The recent partial shutdown of the federal government and debt ceiling scare suggests that for shippers and transportation providers, the failure of Washington, D.C., isn’t any longer about Democrats vs. Republicans. Instead, it’s increasingly about those who want to provide some economic certainty versus those willing to endanger a modest economic recovery to pursue specific ideological and political goals.
First, the facts: The U.S. economy lost at least $24 billion, or a 0.6 percentage point, of GDP growth in the fourth quarter because of the shutdown. Shippers struggled with cargo clearance delays because crucial federal data wasn’t released, and agencies, such as the Environmental Protection Agency and Department of Agriculture, were slow to provide necessary paperwork. In a larger sense, the October shutdown and the looming threat of another closure in January saps global business confidence at a time when just one set of poor economic data can put executives back on the defensive.
Besides, the need for bold bipartisan leadership is as grave as ever. Congress is coming closer to addressing port and inland waterways challenges, with the House considering the Water Resources Reform Development Act this month. Improving the nation’s highways, roads and bridges is going to likely require politically unpopular decisions, namely raising the national fuels tax. And Customs and Border Protection, along with other federal agencies, needs to be more aggressive in speeding up the processing of cargo at ports of entry.
So what can shippers and transportation providers who are hundreds of miles away from the Beltway and have little time for politicking do? Tell those legislators who endanger economic recovery for quixotic aims to cut it out or risk losing your vote (and re-election campaign dollars).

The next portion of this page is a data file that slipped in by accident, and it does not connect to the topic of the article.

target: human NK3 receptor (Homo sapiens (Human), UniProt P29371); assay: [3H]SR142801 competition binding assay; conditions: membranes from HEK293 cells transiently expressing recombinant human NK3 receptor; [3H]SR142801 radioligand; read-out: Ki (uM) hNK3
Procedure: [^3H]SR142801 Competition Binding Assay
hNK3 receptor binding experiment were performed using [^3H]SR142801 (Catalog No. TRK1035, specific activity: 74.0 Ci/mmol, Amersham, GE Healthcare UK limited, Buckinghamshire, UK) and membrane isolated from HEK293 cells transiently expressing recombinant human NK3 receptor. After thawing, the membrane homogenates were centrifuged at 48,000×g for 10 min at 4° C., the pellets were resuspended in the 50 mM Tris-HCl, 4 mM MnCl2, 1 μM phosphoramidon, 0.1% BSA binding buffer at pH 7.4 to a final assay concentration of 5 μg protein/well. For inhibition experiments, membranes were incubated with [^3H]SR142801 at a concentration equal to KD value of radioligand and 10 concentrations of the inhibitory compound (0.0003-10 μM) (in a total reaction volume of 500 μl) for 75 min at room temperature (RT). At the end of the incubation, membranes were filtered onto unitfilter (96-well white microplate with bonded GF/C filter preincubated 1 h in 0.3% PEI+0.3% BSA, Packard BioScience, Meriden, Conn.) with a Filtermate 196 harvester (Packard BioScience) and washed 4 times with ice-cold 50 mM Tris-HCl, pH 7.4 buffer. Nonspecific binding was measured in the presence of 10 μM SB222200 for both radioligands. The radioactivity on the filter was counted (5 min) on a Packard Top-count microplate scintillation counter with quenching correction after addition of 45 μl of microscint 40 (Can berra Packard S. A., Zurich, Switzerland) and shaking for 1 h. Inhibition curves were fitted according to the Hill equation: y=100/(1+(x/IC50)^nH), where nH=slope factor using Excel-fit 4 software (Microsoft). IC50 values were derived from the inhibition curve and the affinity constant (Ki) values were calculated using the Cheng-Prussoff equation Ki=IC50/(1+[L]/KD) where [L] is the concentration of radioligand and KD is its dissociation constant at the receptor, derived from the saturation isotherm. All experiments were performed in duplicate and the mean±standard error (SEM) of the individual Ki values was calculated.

This can be a tough choice, particularly for those who loathe Obamacare. But it’s a choice that more and more Republicans are making. Consider comments made by Bill Graves, head of the American Trucking Associations, about the Tea Party at ATA’s Management Conference in Orlando Oct. 21.
“Don’t get me wrong — while it’s appropriate, and there is certainly merit in advocating for reduced government spending, smaller government, reducing our debt, limiting regulation and controlling the reach and intrusive nature of the federal government — insisting on having things their way without a hint of willingness to compromise and threatening to ‘burn the house down’ otherwise, is a combination of foolish, ill-advised, reckless and detrimental actions to the future of this country,” said Graves, a former Republican governor of Kansas.
The situation has gotten so dire that the U.S. Chamber of Commerce is reconsidering breaking its tradition of staying out of primary elections. Now, the largest business lobby is considering wading into the primary waters “to assist candidates who are willing to take a more pragmatic and responsible approach to governing and who are willing to give greater consideration to issues of concern to the business community,” Graves said.
Unfortunately, the landscape is unlikely to change before government funding runs out Jan. 15 and Washington’s borrowing power fades in early February. Sen. Ted Cruz, R-Texas, and his Tea Party compatriots returned to their districts as heroes and see no need to change tactics for the next fight. It’s up to U.S. shippers and transportation providers to tell them why they should.